Interconnecting transport modes more efficiently by preferring collective, active and low-carbon solutions.

Helping to plan sustainable transport

The use of combustion engine vehicles has become universal since the 1950s. Private cars have become a symbol of freedom and completely changed the face of our cities and countryside. At the same time, maritime transport experienced unprecedented growth as a direct result of the globalisation of trade and production systems. This was followed by a boom in aviation enabling high-speed national and intercontinental travel, which stimulating business and prompting the rise of large-scale tourism. Today, faced with the climate crisis, this entire system of transport and the associated lifestyles, which consume a great deal of energy and emit carbon, are being called into question.

We help many urban and regional authorities in looking at the organisation of their transport systems. We offer our experience in the various transport modes, our extensive knowledge of urban and regional development and our expertise in environmental issues to help them draw up sustainable transport master plans. We emphasise coordination between the various modes, the adoption of low-carbon solutions – in particular public systems – and support for active modes over short distances. We design urban development projects that aim to reduce unavoidable travel, especially commuting between home and the workplace. We also pay great attention to the efficiency of connections between the city and its surrounding area. We collaborate with rail and river transport management companies with a view to improving the performance of their infrastructure and regional services, thus helping to encourage use of the modes that consume the least energy and emit the least carbon (per passenger or tonne transported).

Preferring low-carbon transport solutions

At present, taking all categories together (land, sea, air – people and goods), transport is more than 90% dependent on fossil fuels, and especially oil. The transport sector is one of the principal emitters of CO2, but also of nitrogen oxides and fine particulates. It is therefore logical that it should be a prime target of strategies aiming to combat climate change. Several initiatives have therefore been taken to encourage the take-up of alternatives to oil (electricity, gas and biogas, liquid biofuels, hydrogen, etc.) and create the infrastructure needed for them to be deployed (production, storage and distribution facilities).

We are engaged in this transformation of transport systems at various levels. As specialists in the design and construction of urban transport infrastructure, we are involved in the development of public – and especially electric – transport systems (metros, tramways, buses, cable transport), for which we are also conducting R&D. Carbon assessments clearly show the advantages of preferring public and active modes for personal travel over short distances. We have also built up considerable expertise in the design and integration of infrastructure dedicated to bicycles and pedestrians.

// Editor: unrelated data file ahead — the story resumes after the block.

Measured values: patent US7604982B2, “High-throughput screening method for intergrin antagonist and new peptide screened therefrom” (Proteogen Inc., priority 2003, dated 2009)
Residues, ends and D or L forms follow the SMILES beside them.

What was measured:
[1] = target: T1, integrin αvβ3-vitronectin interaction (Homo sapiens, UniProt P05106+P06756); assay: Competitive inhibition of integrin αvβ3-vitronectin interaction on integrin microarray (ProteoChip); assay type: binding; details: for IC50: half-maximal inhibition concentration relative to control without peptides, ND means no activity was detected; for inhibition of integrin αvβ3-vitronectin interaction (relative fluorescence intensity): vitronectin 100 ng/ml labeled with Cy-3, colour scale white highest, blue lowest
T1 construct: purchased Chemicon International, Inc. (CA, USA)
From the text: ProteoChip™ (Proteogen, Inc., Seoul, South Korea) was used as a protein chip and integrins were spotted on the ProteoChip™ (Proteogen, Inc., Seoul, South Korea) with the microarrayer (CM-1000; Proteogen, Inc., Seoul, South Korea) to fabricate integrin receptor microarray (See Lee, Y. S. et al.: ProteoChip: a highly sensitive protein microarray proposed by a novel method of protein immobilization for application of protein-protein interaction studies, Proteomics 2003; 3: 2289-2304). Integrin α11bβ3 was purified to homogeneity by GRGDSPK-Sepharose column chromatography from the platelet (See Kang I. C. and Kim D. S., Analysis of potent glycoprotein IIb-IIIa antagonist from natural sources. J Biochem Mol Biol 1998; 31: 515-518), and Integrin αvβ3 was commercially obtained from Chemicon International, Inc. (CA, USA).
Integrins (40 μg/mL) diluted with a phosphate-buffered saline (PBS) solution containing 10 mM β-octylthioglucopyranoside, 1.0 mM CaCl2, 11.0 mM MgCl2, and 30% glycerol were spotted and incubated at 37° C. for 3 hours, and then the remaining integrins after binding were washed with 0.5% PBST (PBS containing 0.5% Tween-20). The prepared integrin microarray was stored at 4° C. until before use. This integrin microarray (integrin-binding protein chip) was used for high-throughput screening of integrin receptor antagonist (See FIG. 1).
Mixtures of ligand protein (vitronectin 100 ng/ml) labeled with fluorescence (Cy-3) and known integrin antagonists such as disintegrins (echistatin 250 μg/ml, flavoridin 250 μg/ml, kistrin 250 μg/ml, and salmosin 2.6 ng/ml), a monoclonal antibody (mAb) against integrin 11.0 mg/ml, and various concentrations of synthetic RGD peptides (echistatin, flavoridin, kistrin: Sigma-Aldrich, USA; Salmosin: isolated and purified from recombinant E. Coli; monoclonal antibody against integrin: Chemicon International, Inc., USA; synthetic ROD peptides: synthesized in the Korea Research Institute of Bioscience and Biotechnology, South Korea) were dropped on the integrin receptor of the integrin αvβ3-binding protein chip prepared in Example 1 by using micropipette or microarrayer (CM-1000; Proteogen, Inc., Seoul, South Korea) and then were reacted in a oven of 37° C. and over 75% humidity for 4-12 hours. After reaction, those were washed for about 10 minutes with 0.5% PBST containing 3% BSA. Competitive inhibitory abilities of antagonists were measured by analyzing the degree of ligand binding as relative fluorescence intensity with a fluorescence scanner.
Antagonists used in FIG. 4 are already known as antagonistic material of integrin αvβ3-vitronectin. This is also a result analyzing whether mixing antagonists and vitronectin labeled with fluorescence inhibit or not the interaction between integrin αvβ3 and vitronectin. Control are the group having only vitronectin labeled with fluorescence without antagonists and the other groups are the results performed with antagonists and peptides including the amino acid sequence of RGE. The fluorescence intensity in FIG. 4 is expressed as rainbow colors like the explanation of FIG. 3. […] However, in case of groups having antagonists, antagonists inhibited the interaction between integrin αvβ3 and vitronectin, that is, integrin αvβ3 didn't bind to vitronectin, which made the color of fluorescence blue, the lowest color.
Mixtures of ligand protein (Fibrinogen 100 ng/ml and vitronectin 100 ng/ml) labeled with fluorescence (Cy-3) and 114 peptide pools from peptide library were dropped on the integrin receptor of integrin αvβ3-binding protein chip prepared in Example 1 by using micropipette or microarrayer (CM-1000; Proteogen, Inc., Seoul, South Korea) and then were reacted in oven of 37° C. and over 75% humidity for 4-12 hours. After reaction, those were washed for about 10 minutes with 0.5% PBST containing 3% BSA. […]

We also collaborate with players in the fuel distribution field in various countries in order to create networks of service stations offering electrical charging points, hydrogen and biofuels. In parallel, we are working with these distributors and local authorities with a view to creating urban networks for recharging electric vehicles. We are also taking part in the development of innovative train demonstrators running on hydrogen, notably in Germany and Italy.

Assisting transport hubs with their transition

Even though transport hubs (stations, ports, airports) only account for a very small proportion of the sector’s emissions, several initiatives have been launched to reduce energy costs and the carbon footprint inherent in their activities. In conjunction with improving the way they operate, several major transport hubs, notably airports, have begun to draw up roadmaps and transform their infrastructure in order to achieve net zero carbon emissions within the next 10-20 years.

We are fully involved in these changes. For example, we are helping with the Marseille Provence Airport project (France), which is aiming for energy self-sufficiency and “”net zero”” by 2030. We are also working on port infrastructure, in particular on the roll-out of renewable energy and electrical supply systems for berthed ships, with a view to reducing the carbon emissions from their diesel engines that otherwise operate uninterruptedly. Our teams perform detailed audits of existing systems, study different technical solutions, identify the best scenarios, propose the relevant contractual and financial arrangements and oversee implementation of the measures chosen.


Shifting transport systems towards lower-carbon solutions


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